AS A SOCIETY ENGROSSED IN MODERN-TECHNOLOGY AND EXPENSIVE THINGS, HAVE WE ALLOWED OUR CONSUMERISM TO BLIND US OF THE TRUE MEANING OF CHRISTMAS? IMOGEN BYERS TRIES TO FIND OUT WHO HAS STOLEN CHRISTMAS.
Edited by Natalie Whitmore
As we know Christmas originates as a religious holiday, one that sends a message of giving and sharing with others. Proposed by Christians to celebrate the birth of Christ, Christmas has been a long and traditional date that’s celebrated in the majority of UK homes. Although only 60% of the British population now actually refer to themselves as Christian, Christmas is still the biggest celebrated day of the year- with the festive period surrounding it being heavily emphasised and rejoiced.
In modern day and age, Christmas is celebrated in Britain in many different ways: Nativity plays portraying the birth of Christ, Christmas carol concerts, Christmas feasts, Christmas trees, advent calendars, and present exchanges; all done in a festive spirit. Undoubtedly, Christmas is a time for celebration and family. However, it’s questionable whether the true meaning of Christmas is still alive.
It is predicted that this year each household will spend an average of £604 buying gifts for Christmas. Ask any young child about what they are looking forward to most about the date and they will say the ‘presents’. And why wouldn’t they? Both receiving presents, and choosing gifts for family and friends, is a joyous experience and it’s one that is encouraged at Christmas. But, has it come to the point that we think more about the consumables we get then the people we share the time with?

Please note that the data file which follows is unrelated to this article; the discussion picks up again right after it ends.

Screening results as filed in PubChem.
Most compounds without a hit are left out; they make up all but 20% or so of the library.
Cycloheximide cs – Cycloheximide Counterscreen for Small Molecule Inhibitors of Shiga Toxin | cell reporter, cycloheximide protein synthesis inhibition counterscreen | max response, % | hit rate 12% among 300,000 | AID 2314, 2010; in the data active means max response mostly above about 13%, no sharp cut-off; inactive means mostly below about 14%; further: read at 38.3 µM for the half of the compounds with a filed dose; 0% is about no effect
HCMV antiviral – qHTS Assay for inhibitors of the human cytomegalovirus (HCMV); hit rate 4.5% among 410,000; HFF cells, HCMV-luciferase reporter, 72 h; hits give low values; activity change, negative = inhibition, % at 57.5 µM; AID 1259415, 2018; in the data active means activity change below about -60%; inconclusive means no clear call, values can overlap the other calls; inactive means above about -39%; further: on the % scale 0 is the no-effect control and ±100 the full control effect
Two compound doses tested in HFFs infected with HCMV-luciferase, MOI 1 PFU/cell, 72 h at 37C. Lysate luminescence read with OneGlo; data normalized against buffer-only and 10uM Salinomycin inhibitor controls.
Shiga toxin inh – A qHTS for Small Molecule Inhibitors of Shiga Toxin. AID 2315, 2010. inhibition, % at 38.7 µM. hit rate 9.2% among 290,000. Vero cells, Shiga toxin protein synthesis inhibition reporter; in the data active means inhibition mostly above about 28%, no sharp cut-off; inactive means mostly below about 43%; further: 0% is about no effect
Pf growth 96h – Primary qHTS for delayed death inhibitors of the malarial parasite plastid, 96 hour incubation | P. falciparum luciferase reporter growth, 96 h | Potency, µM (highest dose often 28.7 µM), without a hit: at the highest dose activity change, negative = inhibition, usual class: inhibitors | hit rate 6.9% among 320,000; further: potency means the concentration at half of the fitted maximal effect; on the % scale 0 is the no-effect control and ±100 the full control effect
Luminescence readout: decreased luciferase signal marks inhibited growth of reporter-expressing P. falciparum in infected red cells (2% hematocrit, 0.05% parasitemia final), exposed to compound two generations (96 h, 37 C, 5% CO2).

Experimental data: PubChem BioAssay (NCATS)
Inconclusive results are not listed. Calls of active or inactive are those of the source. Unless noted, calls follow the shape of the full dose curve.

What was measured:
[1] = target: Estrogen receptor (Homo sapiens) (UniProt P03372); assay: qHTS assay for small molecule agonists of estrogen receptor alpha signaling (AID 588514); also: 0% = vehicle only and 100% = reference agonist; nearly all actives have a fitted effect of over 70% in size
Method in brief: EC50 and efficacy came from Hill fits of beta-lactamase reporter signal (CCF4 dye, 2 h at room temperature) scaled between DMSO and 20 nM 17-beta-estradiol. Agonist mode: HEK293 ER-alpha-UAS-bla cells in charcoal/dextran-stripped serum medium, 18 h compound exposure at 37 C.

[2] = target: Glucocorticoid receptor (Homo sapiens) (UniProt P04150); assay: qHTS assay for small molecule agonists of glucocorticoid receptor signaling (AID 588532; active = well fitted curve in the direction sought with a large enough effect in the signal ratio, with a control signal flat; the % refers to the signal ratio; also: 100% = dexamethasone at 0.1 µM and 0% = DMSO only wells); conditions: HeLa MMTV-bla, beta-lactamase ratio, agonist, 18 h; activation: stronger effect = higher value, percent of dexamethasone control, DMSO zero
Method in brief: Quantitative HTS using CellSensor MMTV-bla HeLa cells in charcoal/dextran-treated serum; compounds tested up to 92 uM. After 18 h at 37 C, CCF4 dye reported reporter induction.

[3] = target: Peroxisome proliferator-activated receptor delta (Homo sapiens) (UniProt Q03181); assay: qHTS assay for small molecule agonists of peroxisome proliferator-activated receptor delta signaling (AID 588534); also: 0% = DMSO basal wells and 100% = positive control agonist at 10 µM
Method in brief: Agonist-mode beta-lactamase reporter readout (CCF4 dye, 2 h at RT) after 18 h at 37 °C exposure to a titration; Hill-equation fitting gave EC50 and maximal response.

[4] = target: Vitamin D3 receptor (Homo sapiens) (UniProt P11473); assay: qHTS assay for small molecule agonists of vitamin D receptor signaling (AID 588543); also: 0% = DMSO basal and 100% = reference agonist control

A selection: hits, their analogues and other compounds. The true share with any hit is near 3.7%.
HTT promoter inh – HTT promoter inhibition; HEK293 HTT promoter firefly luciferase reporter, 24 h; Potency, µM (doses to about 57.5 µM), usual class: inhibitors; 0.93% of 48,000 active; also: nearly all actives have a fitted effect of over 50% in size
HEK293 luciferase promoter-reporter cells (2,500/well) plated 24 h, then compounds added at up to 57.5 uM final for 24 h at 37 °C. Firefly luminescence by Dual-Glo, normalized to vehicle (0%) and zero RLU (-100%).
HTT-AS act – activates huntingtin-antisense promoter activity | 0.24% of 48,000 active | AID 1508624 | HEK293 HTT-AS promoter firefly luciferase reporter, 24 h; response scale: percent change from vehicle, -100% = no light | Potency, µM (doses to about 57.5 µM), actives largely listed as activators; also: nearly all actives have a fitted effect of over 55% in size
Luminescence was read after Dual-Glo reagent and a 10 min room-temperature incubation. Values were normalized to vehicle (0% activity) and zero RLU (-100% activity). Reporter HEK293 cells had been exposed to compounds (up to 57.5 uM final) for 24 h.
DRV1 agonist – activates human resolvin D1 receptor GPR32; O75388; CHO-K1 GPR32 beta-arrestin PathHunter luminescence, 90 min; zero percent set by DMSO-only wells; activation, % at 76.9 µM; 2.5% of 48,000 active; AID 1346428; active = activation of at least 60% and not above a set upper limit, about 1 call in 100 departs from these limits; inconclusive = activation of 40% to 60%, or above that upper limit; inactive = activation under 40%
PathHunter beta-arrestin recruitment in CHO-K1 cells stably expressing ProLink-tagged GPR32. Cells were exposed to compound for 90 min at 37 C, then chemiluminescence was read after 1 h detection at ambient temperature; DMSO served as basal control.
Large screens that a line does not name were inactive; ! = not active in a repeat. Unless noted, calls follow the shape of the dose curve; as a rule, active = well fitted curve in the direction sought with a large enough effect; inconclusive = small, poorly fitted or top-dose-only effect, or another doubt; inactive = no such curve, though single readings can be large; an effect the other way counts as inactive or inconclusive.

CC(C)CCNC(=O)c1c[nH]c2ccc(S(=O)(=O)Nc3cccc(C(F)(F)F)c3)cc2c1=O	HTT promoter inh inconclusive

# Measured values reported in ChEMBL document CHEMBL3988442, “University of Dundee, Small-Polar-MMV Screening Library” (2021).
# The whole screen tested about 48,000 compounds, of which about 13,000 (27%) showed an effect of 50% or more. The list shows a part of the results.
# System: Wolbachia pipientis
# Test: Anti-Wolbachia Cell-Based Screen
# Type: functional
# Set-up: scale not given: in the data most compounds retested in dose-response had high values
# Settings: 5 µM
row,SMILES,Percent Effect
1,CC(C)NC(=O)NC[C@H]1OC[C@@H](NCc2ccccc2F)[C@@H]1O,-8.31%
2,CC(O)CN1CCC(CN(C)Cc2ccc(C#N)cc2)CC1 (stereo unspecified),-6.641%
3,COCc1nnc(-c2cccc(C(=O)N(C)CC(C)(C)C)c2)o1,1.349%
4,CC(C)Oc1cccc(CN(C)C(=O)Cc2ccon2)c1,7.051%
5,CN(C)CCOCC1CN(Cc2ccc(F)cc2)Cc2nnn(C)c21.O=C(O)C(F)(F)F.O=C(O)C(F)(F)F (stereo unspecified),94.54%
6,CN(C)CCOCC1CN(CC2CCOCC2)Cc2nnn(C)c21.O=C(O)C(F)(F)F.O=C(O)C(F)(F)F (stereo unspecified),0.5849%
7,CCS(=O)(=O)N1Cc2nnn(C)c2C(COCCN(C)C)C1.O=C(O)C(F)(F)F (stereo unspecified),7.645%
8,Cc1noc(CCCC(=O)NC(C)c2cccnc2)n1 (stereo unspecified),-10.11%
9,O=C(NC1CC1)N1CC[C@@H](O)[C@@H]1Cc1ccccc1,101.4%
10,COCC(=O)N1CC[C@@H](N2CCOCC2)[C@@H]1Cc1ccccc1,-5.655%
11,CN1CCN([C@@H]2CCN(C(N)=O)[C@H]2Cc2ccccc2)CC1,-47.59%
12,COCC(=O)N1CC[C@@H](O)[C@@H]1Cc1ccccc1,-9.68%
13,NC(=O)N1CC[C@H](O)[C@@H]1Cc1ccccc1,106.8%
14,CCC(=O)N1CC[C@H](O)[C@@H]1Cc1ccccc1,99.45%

Many retailers make more than half their sales and profits for the year in the 3 months leading up to Christmas. You’ll see children whose ages haven’t made it to double digits yet, with more devices then they can count. With less time actively spent with our families, and more spend staring at a screen; it’s a wonder why we even buy into technology at Christmas. But we do. And it reflects a culture of growing expectations- the type of culture which people say is losing its true religious roots.
There is no doubt that people over-spend over Christmas time, but that’s not the only consumerism problem. Over the Christmas period everyone eats much more than they typically would. It is estimated that the average weight gain over the season is 5 pounds per person! That definitely does prove that we can take in more than we are giving out. Forking out in order to enjoy the seasonal festivities is fair as there is no way you can celebrate with a feast without buying food. However, when £2.4 billion a year is being wasted on uneaten/discarded food and gifts, enough wrapping paper is thrown away every year to fully wrap around the Island of Jersey, and credit cards reaching maximum, it’s fair to say that we’ve taken the Christmas indulgences too far.
Yet, food banks and charities are at their peak flow over the Christmas period, reflecting that people do act in the true Christmas spirit. Where UK households are more open to spending, and it’s easier to be generous in the festive and give back to those in need. It is estimated that £50 million a year is raised for charities by the sale of charity Christmas cards, and just think about how that is from the cards alone! All of the Christmas charity events much also raise a substantial amount to make a significant difference.
Overall, it is true to say that we Brits sure do know how to spend over the seasonal festivities, but we also are generous and share the love around and after all, isn’t that what Christmas is all about